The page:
6 Great SEO Stats and What They Mean to Your Business

About a year ago I wrote a blog I titled “The State of SEO Copywriting in 2017.” I made the point that search engine optimization (or SEO) changes so fast that successful marketers can’t afford to sit still when it comes to staying abreast of the latest SEO trends and developments.

Given the importance of SEO to most marketers and copywriters today, I figured it’s probably time to talk about SEO again. And I found a pretty cool resource with a whole bunch of useful information about SEO and online marketing.

SEO Stats and Takeaways

The resource is an extensive info-graphic titled “55 Must-Know Things for Small Business Website SEO.” Here are a few of the most useful tidbits I pulled out of the info-graphic, along with my takeaway:

1. Google is by far the most popular Internet search engine, accounting for 81% of all desktop search traffic. Bing is a distant second at 7% and Yahoo! is less than 5%.

I guess this isn’t surprising when you consider that the word “Google” is now synonymous with Internet search — and has even become a commonly used verb (as in, “just Google it”). However, it’s still eye-opening to see how Google completely dominates the industry.

Takeaway:Plan your SEO and online marketing strategies on the assumption that most searchers are using Google.

2. Before making a purchase, nine out of 10 people start the buying process via Internet search. Meanwhile, eight out of 10 people research a company online before doing business with it. And just two out of 10 people scroll down beyond the fold on the first page of search results.

Takeaway:Ranking high in the search engines and having a vibrant web presence is really, really important for most businesses.

3. Just 17% of small businesses say they’re investing in SEO while only 25% say they’re investing in online marketing. And 71% say they do their own digital marketing instead of outsourcing it to experts.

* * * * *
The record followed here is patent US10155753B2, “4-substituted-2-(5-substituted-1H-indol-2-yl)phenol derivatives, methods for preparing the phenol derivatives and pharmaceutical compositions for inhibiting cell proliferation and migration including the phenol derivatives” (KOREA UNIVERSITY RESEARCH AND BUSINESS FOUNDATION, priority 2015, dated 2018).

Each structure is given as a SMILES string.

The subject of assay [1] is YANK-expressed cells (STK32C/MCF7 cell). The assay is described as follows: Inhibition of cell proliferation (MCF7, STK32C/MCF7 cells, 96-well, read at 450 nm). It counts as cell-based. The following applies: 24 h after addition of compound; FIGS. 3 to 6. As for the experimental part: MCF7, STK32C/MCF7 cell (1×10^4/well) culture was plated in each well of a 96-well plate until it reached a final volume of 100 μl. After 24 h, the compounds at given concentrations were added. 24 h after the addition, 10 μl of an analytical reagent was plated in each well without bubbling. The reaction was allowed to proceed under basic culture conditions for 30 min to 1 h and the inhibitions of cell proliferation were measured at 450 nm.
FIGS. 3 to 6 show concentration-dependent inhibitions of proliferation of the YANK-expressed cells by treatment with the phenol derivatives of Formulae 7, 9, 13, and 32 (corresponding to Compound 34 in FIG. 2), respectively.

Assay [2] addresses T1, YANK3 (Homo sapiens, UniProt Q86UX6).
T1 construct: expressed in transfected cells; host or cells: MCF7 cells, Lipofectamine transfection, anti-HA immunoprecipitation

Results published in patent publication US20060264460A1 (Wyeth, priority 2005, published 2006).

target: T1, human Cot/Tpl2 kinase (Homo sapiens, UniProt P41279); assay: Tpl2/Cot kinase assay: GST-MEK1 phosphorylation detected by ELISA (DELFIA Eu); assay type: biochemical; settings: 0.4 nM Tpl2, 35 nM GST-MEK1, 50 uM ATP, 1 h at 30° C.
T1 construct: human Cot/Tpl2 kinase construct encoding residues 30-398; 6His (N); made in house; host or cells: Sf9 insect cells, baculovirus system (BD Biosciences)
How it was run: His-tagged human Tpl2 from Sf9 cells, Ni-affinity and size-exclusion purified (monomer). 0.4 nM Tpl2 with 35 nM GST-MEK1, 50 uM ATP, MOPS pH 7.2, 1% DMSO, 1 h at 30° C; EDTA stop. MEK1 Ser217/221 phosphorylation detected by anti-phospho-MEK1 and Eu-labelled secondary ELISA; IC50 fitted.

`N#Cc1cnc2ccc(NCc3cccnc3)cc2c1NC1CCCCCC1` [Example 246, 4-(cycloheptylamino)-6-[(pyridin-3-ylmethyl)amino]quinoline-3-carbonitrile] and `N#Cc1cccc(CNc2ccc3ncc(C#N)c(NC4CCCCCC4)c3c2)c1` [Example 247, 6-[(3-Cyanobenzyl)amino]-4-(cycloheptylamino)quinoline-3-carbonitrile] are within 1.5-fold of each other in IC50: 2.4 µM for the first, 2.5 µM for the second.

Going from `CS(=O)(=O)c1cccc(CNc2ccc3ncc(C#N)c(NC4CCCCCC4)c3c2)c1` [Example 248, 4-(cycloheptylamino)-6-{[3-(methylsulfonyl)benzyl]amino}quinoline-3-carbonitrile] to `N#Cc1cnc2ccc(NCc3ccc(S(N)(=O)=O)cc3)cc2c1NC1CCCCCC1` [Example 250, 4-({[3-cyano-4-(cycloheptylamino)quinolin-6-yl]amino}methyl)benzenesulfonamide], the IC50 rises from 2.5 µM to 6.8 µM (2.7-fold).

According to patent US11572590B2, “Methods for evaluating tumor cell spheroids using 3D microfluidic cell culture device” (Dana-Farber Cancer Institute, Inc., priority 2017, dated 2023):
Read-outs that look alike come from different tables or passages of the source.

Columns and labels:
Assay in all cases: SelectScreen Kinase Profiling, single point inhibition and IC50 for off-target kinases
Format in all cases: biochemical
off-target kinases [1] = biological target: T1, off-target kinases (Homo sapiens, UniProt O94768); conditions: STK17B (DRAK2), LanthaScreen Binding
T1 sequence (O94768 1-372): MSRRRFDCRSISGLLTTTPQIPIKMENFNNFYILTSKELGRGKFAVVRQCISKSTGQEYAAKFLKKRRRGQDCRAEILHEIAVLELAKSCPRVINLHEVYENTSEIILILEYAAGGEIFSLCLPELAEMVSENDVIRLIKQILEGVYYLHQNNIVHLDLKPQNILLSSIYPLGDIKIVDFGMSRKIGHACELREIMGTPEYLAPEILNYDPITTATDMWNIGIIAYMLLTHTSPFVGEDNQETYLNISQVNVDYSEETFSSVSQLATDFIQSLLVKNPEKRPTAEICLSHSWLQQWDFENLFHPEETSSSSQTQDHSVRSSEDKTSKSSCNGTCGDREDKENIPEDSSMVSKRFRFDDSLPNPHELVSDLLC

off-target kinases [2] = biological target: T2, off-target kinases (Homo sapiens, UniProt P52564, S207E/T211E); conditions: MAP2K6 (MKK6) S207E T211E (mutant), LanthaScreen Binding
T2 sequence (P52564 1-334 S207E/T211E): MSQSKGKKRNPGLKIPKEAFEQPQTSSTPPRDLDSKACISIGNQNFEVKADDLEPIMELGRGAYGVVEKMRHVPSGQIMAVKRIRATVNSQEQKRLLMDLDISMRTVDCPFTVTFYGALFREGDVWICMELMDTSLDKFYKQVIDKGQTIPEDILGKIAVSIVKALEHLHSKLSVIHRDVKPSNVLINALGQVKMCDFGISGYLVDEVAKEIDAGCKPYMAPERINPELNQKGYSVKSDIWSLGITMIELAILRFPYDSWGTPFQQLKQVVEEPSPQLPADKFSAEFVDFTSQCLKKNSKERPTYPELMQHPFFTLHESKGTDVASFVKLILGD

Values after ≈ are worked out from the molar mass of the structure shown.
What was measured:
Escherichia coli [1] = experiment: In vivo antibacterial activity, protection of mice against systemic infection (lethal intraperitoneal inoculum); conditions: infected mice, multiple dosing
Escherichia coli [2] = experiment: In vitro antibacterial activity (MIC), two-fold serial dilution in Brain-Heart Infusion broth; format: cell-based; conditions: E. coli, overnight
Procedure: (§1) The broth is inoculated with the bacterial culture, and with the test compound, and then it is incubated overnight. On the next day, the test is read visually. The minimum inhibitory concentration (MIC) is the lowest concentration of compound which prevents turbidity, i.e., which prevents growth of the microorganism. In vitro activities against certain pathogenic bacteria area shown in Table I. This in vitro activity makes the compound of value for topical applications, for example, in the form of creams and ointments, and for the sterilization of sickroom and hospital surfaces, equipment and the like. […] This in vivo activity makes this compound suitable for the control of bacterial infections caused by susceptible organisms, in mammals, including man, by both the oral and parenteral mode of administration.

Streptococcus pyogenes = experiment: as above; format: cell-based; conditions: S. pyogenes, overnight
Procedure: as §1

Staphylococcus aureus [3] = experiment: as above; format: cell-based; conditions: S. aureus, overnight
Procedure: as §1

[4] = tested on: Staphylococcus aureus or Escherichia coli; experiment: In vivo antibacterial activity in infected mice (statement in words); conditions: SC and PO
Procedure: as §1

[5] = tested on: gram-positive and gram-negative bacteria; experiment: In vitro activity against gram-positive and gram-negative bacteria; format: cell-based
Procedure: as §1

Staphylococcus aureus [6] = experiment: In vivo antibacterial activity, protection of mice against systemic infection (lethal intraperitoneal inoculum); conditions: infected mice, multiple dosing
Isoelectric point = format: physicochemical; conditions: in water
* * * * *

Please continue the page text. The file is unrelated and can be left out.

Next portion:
Takeaway:Most businesses have a long way to go if they want to take advantage of all the possibilities offered by SEO and online marketing.

4. Eight out of 10 marketers believe their SEO marketing efforts are at least “above average.”

Takeaway:There’s a serious disconnect between what businesses thinkthey’re doing right from an SEO perspective and what they’re actuallydoing right.

5. Four out of 10 people use their smartphones exclusively for search. However, only about half (56%) of small businesses said their websites feature responsive design so they load properly on smartphones.

Web searchers have even less patience for sites to load on their smartphones (they’ll give them two seconds) than they do their desktops, where they’ll give sites three seconds to load. And if a site doesn’t load properly on their phone, about half of searchers (46%) never go back.

Takeaway:It’s critical that websites today feature responsive design so they load properly on smartphones and other mobile devices.

6. When it comes to SEO tactics, 57% of marketers rank content creation as the most effective. This is followed by keyword research at 49%, social media integration at 39% and link building at 36%. Interestingly, content creation is also considered to be the most difficult SEO tactic.

Takeaway:If you want to improve your SEO results, you should probably focus most of your attention and resources on creating relevant, high-quality content.

Just Do It!

I’ve written extensively about the importance of content marketing as part of an overall SEO strategy. So I’ll wrap up this blog by reiterating what I stressed in a blog at the start of last year: When it comes to content marketing, you need to Just Do It!

There are lots of different components to a content marketing program: blogs, whitepapers, e-books, case studies, info-graphics and newsletters, to name a few. It’s easy to get overwhelmed with all this, so it’s usually best to start off with one or two components and grow your program over time.

But always remember the most important thing with content marketing: consistency. Publishing a blog once or twice a year or throwing an occasional whitepaper or case study up on your site when you “have time” to create one is a sure-fire recipe for failure.

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